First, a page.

Blind man's Long Island home finally repaired after Superstorm Sandy

FREEPORT, N.Y. -- It's been three years since Superstorm Sandy hit hard, and even now there are still thousands of homes that need repair and families that need help.

But there is a happy ending for one family that's home is finally fixed. 57-year-old Merdardo Sosa has been feeling his way through a nightmare these past three years.

The nightmare of Superstorm Sandy, and like many on Long Island's south shore, the wait for home repair has been never-ending.

The home Sosa and his family have lived in for more than a decade took in six feet of water in the storm leaving behind mold. He was waiting on repairs, but then life got in the way.

"First of all, it's been my vision. I have lost it," Sosa said.

There were nine surgeries, and then came the phone calls from the bank.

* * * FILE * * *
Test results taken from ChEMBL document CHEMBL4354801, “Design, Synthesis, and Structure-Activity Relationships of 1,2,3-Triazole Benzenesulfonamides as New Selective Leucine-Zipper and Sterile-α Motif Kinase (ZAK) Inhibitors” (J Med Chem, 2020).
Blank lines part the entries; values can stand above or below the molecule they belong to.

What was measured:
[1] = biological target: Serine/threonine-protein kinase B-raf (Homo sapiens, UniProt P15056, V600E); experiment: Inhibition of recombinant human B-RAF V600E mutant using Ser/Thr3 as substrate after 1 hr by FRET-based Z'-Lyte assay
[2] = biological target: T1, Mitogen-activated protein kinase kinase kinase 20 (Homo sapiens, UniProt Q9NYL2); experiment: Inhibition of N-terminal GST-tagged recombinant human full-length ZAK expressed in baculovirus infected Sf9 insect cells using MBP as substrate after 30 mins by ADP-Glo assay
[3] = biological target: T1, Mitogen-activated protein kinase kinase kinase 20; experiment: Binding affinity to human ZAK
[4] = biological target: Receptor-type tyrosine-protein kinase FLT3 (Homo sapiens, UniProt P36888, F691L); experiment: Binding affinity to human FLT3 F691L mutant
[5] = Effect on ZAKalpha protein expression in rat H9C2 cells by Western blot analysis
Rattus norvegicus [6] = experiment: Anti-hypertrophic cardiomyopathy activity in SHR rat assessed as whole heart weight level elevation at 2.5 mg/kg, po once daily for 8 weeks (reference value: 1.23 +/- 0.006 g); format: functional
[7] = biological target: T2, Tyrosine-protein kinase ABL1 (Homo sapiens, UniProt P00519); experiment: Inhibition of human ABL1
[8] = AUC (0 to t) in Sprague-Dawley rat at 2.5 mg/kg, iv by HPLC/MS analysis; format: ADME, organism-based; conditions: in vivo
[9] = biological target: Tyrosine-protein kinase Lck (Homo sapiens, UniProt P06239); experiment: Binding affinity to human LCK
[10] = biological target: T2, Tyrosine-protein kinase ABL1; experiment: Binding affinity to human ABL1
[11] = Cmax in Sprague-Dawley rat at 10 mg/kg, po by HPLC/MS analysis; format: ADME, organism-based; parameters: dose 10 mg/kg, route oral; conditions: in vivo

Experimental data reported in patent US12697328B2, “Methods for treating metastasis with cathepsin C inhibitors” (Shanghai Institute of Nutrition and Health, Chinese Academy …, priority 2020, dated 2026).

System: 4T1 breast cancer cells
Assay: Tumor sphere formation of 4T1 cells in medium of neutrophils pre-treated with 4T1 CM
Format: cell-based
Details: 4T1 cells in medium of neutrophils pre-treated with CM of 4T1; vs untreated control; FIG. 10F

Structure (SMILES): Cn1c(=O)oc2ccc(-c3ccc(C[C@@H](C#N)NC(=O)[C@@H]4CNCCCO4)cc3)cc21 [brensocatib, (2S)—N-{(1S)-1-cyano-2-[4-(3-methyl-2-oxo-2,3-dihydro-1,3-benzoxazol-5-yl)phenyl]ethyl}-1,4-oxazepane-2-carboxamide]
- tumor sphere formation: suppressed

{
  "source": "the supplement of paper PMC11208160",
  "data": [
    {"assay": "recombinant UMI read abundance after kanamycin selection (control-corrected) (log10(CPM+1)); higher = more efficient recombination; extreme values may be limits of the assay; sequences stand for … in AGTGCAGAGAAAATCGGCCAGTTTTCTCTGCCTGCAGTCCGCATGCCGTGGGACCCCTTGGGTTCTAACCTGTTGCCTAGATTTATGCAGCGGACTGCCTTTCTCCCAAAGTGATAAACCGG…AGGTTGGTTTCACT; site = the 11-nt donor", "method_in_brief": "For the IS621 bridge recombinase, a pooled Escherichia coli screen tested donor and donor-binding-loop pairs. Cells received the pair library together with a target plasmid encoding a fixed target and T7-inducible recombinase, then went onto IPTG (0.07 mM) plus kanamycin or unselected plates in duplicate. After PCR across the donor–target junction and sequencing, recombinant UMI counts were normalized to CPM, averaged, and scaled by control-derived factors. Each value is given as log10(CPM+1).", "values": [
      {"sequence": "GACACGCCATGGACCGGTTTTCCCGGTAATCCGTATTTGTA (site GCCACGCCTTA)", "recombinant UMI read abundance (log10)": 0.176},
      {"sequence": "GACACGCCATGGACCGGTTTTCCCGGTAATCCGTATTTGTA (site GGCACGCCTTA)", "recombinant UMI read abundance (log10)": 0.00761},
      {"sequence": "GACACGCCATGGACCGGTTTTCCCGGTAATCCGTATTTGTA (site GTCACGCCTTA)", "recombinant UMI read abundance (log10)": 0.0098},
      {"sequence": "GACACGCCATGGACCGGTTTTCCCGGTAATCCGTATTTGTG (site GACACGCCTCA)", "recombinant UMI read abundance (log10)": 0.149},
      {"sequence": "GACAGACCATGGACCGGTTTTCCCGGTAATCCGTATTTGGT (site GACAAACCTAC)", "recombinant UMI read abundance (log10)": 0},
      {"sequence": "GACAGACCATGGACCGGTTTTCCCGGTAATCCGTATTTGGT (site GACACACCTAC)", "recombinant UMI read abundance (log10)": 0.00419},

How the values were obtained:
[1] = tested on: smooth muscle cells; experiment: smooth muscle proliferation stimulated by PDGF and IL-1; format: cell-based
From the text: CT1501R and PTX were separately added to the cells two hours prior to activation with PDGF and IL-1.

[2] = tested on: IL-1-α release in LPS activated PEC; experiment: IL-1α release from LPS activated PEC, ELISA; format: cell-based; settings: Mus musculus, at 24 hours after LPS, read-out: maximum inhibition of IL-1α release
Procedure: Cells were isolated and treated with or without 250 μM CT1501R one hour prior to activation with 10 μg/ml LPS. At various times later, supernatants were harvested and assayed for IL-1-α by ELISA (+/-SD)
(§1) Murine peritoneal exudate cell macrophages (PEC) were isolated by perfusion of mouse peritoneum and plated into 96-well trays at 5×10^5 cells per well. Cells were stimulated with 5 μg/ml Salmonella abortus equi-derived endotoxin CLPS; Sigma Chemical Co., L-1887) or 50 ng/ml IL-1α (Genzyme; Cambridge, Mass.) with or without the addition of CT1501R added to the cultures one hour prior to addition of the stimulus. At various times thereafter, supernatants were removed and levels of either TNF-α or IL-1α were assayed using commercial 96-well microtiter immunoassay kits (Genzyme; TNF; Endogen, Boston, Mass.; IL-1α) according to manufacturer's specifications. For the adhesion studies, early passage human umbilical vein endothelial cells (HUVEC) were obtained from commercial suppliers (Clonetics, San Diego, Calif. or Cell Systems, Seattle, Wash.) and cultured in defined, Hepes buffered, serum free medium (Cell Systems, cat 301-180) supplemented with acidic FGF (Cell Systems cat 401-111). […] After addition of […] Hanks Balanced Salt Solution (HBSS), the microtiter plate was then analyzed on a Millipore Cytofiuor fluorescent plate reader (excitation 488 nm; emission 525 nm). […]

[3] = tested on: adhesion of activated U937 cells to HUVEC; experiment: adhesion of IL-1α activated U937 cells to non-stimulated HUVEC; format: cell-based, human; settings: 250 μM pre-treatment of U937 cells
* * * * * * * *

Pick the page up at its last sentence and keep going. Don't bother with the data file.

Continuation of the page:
"Yes, definitely, I had been fighting with my bank, they wanted to take away my house," Sosa said.

Fortunately, the Hispanic Brotherhood of Rockville Centre stepped in and so did United Way, and the Health and Welfare Council of Long Island. Tuesday, workers began gutting Sosa's first floor and basement.
While all of this is great news for the Sosas, it's estimated that 3,500 other Long Island families, are still waiting on help.

"This is not the end. Thank God we haven't gotten another hurricane, but it's a little bit of a disaster," said Margarita Grasing, of the Hispanic Brotherhood of Rockville Center.

"The further we go away from the impact of the storm, the more complex and the more expensive, the rebuild and recovery becomes," said Gwen O'Shea, of the Health and Welfare Council of Long Island.

But for one family, there is finally a light at the end of a three-year long tunnel.

"I just want to tell them not to give up. Just like I have been helped, they can be helped too," Sosa said.
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